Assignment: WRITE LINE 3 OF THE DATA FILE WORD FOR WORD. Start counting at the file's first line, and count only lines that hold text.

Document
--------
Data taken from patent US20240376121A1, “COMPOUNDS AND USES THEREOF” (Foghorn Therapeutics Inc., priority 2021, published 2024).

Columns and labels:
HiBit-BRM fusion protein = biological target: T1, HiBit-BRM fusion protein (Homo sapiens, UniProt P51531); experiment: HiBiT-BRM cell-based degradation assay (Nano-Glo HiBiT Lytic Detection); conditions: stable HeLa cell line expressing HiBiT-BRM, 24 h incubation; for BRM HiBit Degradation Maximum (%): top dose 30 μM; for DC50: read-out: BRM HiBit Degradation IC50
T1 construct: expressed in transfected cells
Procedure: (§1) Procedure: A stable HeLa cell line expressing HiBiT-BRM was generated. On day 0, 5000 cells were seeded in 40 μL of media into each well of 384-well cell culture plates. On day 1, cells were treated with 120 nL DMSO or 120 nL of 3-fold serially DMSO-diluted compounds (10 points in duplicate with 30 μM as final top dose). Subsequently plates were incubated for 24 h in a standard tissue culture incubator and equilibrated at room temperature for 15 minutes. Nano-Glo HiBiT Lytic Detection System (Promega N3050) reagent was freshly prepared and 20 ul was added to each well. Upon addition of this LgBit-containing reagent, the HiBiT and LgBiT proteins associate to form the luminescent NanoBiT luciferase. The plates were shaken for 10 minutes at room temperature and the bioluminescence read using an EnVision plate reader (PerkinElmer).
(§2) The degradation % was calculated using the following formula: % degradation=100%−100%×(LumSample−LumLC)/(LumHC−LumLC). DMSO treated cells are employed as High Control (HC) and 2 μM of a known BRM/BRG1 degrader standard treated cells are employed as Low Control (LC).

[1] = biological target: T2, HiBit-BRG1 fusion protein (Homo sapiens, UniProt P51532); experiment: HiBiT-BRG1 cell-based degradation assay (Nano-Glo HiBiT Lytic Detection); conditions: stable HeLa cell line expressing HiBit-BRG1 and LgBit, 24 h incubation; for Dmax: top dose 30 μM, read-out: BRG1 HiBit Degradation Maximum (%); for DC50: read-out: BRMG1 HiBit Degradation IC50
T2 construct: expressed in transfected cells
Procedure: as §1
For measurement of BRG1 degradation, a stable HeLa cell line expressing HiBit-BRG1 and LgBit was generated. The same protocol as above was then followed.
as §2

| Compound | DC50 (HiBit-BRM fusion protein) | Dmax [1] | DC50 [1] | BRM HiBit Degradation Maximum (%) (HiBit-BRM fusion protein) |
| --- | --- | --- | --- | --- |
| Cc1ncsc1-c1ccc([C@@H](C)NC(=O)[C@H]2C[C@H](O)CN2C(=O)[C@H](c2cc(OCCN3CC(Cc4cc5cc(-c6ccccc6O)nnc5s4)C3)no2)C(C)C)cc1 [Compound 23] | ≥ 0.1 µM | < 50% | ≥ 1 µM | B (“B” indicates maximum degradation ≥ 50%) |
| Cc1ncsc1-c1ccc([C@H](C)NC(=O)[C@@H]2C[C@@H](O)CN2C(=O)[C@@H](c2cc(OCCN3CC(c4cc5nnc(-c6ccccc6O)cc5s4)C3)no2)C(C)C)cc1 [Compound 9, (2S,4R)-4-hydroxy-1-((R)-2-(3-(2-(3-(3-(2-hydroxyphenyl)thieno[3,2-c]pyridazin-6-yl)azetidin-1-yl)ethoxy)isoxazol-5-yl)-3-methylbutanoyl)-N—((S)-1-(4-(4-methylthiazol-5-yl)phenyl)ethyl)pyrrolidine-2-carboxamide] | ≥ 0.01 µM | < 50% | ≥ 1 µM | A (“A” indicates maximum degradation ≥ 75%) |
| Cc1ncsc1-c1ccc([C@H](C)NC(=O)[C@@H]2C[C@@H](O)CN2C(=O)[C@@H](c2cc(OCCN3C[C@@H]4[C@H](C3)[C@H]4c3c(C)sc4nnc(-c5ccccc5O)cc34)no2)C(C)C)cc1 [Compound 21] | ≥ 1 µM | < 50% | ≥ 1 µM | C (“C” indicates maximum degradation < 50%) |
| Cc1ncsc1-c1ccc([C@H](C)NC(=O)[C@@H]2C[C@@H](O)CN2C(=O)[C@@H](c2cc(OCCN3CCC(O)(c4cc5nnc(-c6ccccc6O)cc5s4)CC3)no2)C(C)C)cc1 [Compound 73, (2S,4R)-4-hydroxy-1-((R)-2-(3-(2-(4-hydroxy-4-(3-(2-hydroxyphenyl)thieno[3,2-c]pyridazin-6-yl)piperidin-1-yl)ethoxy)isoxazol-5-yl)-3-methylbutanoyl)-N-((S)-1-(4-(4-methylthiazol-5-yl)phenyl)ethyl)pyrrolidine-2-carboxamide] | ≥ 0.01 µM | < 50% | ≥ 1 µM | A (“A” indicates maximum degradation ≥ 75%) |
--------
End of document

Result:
HiBit-BRM fusion protein = biological target: T1, HiBit-BRM fusion protein (Homo sapiens, UniProt P51531); experiment: HiBiT-BRM cell-based degradation assay (Nano-Glo HiBiT Lytic Detection); conditions: stable HeLa cell line expressing HiBiT-BRM, 24 h incubation; for BRM HiBit Degradation Maximum (%): top dose 30 μM; for DC50: read-out: BRM HiBit Degradation IC50